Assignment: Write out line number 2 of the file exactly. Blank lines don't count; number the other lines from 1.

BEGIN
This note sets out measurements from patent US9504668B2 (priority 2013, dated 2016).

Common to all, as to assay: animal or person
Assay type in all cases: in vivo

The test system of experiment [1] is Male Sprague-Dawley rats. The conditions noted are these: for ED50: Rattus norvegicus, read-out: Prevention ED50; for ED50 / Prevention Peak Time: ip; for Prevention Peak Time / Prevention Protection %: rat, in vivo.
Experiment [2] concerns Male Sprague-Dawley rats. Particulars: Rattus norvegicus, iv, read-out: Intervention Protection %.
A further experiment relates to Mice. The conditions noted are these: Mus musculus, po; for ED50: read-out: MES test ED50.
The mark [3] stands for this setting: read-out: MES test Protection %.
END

Common to all, as to assay: animal or person